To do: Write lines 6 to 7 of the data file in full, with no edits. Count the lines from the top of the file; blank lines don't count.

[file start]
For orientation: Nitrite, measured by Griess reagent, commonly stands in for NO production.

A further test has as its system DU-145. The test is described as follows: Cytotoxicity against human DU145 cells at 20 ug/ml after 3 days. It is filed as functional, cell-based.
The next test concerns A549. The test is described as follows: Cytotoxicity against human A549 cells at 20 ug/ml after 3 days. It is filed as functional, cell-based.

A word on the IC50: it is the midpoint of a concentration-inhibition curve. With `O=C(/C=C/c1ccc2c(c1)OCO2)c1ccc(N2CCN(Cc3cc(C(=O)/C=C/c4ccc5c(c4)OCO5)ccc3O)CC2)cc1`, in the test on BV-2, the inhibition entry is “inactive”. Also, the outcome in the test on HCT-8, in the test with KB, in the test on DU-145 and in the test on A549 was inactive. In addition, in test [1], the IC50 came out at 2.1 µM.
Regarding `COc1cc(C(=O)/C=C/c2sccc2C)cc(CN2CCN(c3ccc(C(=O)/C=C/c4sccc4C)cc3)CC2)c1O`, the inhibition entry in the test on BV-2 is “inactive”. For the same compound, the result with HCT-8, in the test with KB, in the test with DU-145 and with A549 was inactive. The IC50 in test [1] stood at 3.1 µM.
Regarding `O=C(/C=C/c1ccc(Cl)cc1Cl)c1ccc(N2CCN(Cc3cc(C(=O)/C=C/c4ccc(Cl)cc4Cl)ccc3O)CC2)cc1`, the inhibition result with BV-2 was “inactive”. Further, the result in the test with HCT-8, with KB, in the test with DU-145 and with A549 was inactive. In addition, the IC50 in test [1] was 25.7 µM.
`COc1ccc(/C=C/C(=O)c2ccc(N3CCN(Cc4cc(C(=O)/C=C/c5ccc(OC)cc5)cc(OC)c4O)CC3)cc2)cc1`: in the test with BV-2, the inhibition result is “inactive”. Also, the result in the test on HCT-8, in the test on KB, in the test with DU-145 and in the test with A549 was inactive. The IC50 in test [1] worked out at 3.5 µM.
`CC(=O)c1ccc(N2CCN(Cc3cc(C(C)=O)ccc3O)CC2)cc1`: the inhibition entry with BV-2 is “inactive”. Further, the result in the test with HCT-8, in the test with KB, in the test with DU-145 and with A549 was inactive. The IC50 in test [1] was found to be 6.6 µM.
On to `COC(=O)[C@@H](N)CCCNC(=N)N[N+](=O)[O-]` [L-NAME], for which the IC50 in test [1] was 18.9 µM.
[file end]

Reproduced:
Regarding `O=C(/C=C/c1ccc(Cl)cc1Cl)c1ccc(N2CCN(Cc3cc(C(=O)/C=C/c4ccc(Cl)cc4Cl)ccc3O)CC2)cc1`, the inhibition result with BV-2 was “inactive”. Further, the result in the test with HCT-8, with KB, in the test with DU-145 and with A549 was inactive. In addition, the IC50 in test [1] was 25.7 µM.
`COc1ccc(/C=C/C(=O)c2ccc(N3CCN(Cc4cc(C(=O)/C=C/c5ccc(OC)cc5)cc(OC)c4O)CC3)cc2)cc1`: in the test with BV-2, the inhibition result is “inactive”. Also, the result in the test on HCT-8, in the test on KB, in the test with DU-145 and in the test with A549 was inactive. The IC50 in test [1] worked out at 3.5 µM.